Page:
It was good to be reminded that, in spite of the recent roll back of US federal action to cut carbon, the clean energy transition is inevitable and unstoppable. Cities, states, companies and communities around the world are increasingly embracing clean energy solutions and the benefits they bring to citizens, such as warmer homes, cleaner air and high quality jobs.
The Scottish Government is itself preparing to push forward with stronger efforts to build a thriving zero-carbon economy with a new Climate Change Bill in the pipeline, designed to implement the Paris Agreement.
This will involve setting more ambitious long-term goals to limit temperature change to 1.5oC to protect the world’s most vulnerable people, places and species. To make good on collective Paris commitments, the new Bill must aim for Scotland to no longer contribute to global climate change by 2050 at the latest, balancing any remaining emissions from agriculture and food production with removing carbon from the atmosphere by, for instance, tree planting or new technologies. This would be particularly symbolic in the heartland of the industrial revolution.
But setting new goals, however stretching, is never an end in itself. It’s the action to deliver on them that really counts.
And that’s where Scotland has been falling short. Certainly, amazing progress has been made to expand our renewable electricity sector, where records continue to be set, but we’re still lagging behind on renewable heat and particularly on clean transport.
As the Scottish Government’s statutory climate advisors, the Committee on Climate Change, recently emphasised, stronger action and new carbon cutting policies are needed just to hit existing legal climate targets, let alone more stringent ones foreseen in the new legislation.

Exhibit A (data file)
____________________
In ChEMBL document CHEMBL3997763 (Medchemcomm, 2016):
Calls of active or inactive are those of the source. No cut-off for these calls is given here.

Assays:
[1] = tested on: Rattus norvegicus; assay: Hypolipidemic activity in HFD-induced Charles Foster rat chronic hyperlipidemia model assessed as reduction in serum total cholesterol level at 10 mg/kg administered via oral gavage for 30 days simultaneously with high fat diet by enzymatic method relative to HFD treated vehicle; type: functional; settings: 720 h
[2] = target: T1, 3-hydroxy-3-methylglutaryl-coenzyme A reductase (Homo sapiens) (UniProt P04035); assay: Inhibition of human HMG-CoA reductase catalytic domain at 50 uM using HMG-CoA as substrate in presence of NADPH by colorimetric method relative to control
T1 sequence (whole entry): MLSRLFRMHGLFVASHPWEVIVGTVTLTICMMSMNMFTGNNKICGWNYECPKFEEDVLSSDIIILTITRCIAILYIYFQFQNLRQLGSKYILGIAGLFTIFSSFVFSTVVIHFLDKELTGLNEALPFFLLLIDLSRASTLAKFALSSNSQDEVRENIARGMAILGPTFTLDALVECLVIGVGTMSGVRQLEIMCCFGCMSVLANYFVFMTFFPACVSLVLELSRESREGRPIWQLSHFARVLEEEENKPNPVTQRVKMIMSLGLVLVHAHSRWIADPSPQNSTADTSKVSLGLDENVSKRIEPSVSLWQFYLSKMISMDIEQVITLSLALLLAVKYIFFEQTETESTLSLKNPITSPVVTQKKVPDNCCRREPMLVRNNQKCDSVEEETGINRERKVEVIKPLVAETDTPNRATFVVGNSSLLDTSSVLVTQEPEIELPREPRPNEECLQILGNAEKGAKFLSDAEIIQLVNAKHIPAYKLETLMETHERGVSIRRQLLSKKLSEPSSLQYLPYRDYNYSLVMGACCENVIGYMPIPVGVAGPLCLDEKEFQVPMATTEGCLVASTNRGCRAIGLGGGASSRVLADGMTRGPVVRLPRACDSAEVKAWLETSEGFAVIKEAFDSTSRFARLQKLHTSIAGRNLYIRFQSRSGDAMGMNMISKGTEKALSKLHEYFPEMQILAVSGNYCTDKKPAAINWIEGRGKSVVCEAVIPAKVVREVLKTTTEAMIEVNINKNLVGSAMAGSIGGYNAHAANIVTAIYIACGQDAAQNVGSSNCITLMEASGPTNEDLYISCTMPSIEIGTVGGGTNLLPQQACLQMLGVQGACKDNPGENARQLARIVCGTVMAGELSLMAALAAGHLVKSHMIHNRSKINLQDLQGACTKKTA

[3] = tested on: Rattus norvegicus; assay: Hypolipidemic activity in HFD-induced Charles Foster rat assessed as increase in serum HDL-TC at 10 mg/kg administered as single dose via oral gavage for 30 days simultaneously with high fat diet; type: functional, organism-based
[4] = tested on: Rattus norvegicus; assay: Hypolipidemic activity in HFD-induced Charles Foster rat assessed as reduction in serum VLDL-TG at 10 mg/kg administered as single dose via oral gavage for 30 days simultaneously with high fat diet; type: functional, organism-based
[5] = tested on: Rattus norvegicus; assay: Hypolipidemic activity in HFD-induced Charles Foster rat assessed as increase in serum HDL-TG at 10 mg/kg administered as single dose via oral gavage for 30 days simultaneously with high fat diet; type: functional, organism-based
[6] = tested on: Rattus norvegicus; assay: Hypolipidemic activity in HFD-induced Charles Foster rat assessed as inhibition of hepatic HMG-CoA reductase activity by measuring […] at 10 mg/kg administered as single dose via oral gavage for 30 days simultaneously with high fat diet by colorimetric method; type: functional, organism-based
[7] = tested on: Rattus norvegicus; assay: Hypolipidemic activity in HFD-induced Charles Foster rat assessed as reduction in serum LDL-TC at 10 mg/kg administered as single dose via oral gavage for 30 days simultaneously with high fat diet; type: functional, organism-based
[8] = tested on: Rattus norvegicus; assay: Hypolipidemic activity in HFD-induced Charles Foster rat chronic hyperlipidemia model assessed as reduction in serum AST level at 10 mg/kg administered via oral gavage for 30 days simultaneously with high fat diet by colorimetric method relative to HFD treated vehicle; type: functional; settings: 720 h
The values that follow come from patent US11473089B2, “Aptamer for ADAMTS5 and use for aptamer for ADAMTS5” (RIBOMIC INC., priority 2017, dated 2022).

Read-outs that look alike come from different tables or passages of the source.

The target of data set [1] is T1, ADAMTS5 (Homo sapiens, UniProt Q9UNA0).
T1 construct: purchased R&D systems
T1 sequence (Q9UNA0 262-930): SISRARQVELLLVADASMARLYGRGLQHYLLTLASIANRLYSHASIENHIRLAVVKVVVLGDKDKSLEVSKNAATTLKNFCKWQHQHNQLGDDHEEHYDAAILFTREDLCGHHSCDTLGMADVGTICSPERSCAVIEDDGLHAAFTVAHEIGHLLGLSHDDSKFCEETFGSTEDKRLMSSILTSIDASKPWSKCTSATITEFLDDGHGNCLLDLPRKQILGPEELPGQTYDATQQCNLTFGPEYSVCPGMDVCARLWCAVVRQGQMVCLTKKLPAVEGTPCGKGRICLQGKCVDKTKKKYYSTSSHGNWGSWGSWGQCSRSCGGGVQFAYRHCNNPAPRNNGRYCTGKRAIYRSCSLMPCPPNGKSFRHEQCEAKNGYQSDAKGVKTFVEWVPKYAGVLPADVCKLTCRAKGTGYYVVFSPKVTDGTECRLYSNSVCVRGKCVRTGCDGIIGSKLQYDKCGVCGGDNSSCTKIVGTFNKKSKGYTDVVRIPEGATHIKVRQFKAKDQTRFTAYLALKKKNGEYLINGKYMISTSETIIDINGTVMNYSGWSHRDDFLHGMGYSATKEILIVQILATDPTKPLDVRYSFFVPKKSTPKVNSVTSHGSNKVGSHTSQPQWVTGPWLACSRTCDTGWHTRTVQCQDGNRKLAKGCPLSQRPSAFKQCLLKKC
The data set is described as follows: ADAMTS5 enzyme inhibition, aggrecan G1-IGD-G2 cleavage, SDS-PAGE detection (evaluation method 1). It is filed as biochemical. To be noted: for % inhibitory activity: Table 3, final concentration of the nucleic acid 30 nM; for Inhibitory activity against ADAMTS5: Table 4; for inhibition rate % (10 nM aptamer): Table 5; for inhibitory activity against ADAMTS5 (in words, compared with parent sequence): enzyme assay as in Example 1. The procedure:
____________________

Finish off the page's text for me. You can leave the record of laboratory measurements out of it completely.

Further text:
The Scottish Government’s recent draft Climate Change Plan should have been the opportunity to set out a clear pathway for slashing emissions and building a thriving green economy, but four cross-party Committees of the Scottish Parliament recently found the Plan fell remarkably short on new policy action and lacked credibility in key areas. There is still time to put this right in the final plan but the forthcoming legislation provides a chance to enshrine some of the most critical policy changes we need to see to ensure that we deliver on Paris and that no sector is left behind to miss out on the economic, social and environmental benefits of strong climate action. Alongside setting a clear trajectory to reach net zero, the Bill needs to ensure that the Scottish Budget is ‘climate proofed’ – that policies like energy efficiency receive enough funding and that we’re not locking ourselves into projects that will increase our emissions in the long-run. It also needs to put in place tools to ensure that our homes are made warm and cosy, insulated to an Energy Performance rating of C over the next decade, which will create thousands of jobs across Scotland, reduce fuel poverty and save the NHS tens of millions every year.
Equally, the Bill needs to act on cleaner transport for all by 2030 so that people in Scotland can reap the air quality and other benefits of phasing out fossil fuel vehicles that Norway is already beginning to enjoy as it aims for 100 per cent of new car sales to be electric by 2025. And finally, the Bill needs to ensure we help farmers to reduce their emissions and their costs through careful budgeting of their fertiliser use. The first Scottish Climate Change Act was passed unanimously by the Scottish Parliament in 2009 and fighting climate change is one area where there continues to be a huge amount of consensus across party lines.
The Scottish Government should now bring forward a new Climate Bill that gives MSPs from across the Parliament the opportunity to set out their ideas for win-win policies and genuinely world-leading targets. These will drive Scotland more quickly towards reaping the huge health, social, and economic benefits of the zero-carbon future that the Paris Agreement requires.
Gina Hanrahan, Senior Climate and Energy Policy Officer, WWF Scotland